While I was ranting about the idiotic Democrats in Congress, I ranted about the idiotic and utterly impractical mindset that calls for essentially opening our borders to anyone and everyone. In a perfect world, that openness would be wonderful. We do not live in a perfect world. While I’m in favor of making entry into the country relatively easy, I acknowledge that our economy cannot withstand an enormous, ongoing influx of unemployed people who would have to depend (perhaps for generations) on governmental assistance. We ought not to devote so damn much attention to keeping people out, though. We ought to devote attention to allowing people to stay, safely and securely, where they are. Give tax incentives to businesses to locate in countries like Honduras and Guatemala and Nicaragua and El Salvador, thereby employing people in those countries. Ensure that those companies pay decent wages so people can live comfortably. Offer more financial assistance to the governments (or NGOs), but monitor what is being done with that aid instead of simply sending cash and walking away. Ask people in those countries to help determine how we can best help them rebuild their social and business infrastructures. Ask them how best to combat gangs and violence. Admit that the U.S.A. doesn’t have all the answers.


I wrote the paragraphs below on October 26, 2014, five days after my 61st birthday.

I learned that meteorologists (and others) classify winds in a number of ways, one of which is in accord with a scheme that names them based on speed or strength, their direction, and/or their duration. Short bursts of high-speed wind are called gusts when roughly parallel with the earth’s surface; very high-speed bursts of high-speed winds perpendicular to the earth’s surface, directed downward, are downdrafts.  Long duration winds are classified according to their strength, from breeze to gale to hurricane to tornado (which is relatively short-term, but not compared to a gust). Wind may arise from local differences in temperatures between the earth’s surface and the air mass above it or by differences in rates of absorption of solar energy between terrestrial climate zones.  And, of course, the density of air between adjoining areas can trigger inflows or outflows of air masses, AKA wind.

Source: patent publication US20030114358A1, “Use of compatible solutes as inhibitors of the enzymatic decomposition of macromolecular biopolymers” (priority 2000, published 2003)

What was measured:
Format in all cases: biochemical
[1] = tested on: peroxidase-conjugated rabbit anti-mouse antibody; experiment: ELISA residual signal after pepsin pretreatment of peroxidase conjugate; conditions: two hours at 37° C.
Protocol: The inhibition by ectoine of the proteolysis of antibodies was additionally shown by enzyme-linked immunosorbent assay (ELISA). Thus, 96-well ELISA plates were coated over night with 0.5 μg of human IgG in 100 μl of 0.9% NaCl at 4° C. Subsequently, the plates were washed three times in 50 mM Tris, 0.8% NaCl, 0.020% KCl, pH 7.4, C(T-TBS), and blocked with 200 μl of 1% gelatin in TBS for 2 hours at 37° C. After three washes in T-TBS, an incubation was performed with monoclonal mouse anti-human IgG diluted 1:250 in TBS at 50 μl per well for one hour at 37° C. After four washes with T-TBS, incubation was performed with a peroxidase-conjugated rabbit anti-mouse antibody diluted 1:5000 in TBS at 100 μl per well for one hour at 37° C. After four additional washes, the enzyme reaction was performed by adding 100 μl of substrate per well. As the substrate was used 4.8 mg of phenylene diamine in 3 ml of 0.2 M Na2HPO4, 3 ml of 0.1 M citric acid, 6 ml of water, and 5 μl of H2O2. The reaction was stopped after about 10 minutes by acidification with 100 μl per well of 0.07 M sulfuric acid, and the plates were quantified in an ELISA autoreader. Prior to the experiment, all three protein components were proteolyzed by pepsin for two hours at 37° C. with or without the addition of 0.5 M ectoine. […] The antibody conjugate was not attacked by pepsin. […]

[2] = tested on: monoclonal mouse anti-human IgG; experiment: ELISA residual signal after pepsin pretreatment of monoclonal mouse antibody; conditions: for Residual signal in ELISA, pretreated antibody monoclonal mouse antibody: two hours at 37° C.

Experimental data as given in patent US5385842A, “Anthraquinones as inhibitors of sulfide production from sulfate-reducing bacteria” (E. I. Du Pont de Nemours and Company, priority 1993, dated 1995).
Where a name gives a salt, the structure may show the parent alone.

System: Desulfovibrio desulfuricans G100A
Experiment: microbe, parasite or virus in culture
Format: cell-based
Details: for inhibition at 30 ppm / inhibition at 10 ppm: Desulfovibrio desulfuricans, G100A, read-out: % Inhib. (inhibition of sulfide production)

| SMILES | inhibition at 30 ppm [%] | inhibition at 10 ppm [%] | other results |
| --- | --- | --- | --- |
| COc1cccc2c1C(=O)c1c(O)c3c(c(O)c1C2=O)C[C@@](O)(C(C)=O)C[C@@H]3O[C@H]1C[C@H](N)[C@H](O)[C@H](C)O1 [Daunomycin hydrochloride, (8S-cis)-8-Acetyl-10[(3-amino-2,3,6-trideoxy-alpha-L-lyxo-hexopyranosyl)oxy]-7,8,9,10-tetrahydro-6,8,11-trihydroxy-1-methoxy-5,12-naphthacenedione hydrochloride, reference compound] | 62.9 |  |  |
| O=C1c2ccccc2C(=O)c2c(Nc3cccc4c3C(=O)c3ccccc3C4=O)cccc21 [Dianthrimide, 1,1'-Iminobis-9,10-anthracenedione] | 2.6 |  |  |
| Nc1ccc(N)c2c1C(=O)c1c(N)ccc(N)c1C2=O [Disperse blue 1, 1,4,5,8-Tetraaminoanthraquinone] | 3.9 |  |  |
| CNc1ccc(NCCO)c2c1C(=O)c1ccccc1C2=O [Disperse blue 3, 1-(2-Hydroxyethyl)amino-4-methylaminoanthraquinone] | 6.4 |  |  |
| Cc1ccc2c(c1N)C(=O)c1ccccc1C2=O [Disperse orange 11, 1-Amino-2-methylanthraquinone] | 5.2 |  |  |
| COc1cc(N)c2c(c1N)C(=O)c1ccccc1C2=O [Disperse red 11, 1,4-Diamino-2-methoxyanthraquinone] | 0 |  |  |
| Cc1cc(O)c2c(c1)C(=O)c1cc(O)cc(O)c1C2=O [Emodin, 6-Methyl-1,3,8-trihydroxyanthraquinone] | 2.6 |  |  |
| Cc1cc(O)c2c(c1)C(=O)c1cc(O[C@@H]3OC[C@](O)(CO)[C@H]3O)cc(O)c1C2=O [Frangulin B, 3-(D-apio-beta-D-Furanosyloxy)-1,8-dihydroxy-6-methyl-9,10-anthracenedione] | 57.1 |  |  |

A single paragraph cannot begin to explain the complexities of wind.  Nor can a single paragraph begin to explain why I felt like a switch had been flipped on my wind-interest meter to cause me to seek information about wind.

I stumbled upon the post in which those paragraphs appeared when looking for the word “estranged” in my blog. I found the word in four posts, none of which mentioned the estrangement I wrote about above. But seeking that word led me to four wildly divergent pieces. One of them documented my assessment of the Chilean film, Los Perros, directed by Marcela Said. Another post dealt with a tiny Facebook group for  bloggers; the word appeared in a comment about one member’s relationship with her sister. Yet another was a pure fiction piece of writing (entitled, Tin Soldiers and Nixon’s Coming), just a vignette, that on reading this morning, convinced me that I should return to it and develop it into a full-fledged short story or more. The last estranged-infected post summarized the day I had just experienced, including a pizza party for the child of a woman who was estranged from her husband. It was in that same post that I waxed poetic about the marvels of wind.

The fact that I can find such enjoyment simply by looking back at what was on my mind in months and years past makes my blog worthwhile to me. It’s really just a plaything, a toy to keep me occupied and out of trouble. Without it, I might be organizing an armed insurrection or a planning a bloodless coup. Speaking of insurrection, this post marks the seventh use of the word on this blog since its inception.  One such post also included this paragraph prompted by an unpleasant interaction with a hot barbecue grill: